Chapter Nine: The Dark Mark
After several hours of discussing the game, the two Weasley tents quiet down and sleep. Mr. Weasley awakens Harry and tells him to get outside the tent. He does so, and he see a crowd of masked, hooded wizards marching through camp. He sees Mr. Roberts, his wife, and his kids levitating above them. It is an awful sight, and Harry, Ron, and Hermione run to the woods; there, they find Draco Malfoy leaning against a tree and looking pleased. He explains to them that the crowd is rampaging against Muggles and Mudbloods (an offensive term for wizards who, like Hermione, are born of Muggle parents). The three friends ignore him and suddenly Harry realizes that he cannot find his wand. In this midst of this chaos, they spy Winky the house-elf limping along, squeaking fearfully to herself. Ludo Bagman then appears near them, looks alarmed, and disappears. Moments later, they hear a spell mumbled and see a green smoky skull with a snake in its mouth, arising high in the sky. The woods around them erupt in screams. Suddenly many wands are aimed at Harry, Ron, and Hermione, who duck in time to escape being stupefied.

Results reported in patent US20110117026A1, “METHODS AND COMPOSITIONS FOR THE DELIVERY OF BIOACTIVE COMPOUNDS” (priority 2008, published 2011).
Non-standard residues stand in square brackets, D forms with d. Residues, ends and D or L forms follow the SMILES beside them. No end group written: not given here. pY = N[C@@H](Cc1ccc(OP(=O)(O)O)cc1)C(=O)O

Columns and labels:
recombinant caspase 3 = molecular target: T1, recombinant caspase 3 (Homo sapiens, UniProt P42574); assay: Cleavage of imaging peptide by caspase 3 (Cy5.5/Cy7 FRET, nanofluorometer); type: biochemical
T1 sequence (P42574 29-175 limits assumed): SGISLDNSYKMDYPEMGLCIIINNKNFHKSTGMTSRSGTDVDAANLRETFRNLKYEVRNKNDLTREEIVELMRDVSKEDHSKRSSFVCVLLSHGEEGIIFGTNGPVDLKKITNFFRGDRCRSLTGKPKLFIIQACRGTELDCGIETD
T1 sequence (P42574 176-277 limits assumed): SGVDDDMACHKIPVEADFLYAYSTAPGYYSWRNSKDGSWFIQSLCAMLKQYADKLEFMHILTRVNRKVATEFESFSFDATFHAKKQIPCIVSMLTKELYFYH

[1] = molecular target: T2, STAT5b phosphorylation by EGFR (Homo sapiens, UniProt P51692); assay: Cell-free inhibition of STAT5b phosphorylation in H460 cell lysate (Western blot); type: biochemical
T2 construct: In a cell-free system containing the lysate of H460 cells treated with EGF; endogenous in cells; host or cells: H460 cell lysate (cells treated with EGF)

Mr. Weasley comes to rescue them, but not before Mr. Crouch storms over and asks which of them conjured the Dark Mark. The three explain that they heard a voice summoning it, but Mr. Crouch suspects them. At this point, Mr. Diggory goes into the trees and emerges holding an unconscious Winky in his arms, as well as a wand he found in her hand. Mr. Crouch is horrified and defensive, and Mr. Diggory brings Winky back to consciousness to ask what happened. She says that she did not do it, and Harry notices that the wand she was holding is his. This causes a new wave of suspicion, especially when Mr. Diggory reveals that this wand did in fact summon the Dark Mark. It seems highly unlikely that either Harry Potter or Mr. Crouch's house-elf could or would have conjured the spell, so the frightened group disbands. Hermione is deeply upset to watch Mr. Crouch threatening to fire Winky, and she begins to speak of slavery and elf-rights. As the group returns to their tents, Mr. Weasley reassures the masses that everything is okay, and then he explains to his kids and Harry that Voldemort's followers, the Death Eaters, always made the Dark Mark after killing someone, and as they were the ones levitating the Muggles, they would have been frightened by the Dark Mark into thinking that Voldemort had returned to find that that they had betrayed him, as they had managed to escape being put into Azkaban Prison. Harry is shaken by this knowledge, and he wonders whether it pertains to the pain in his scar three nights before.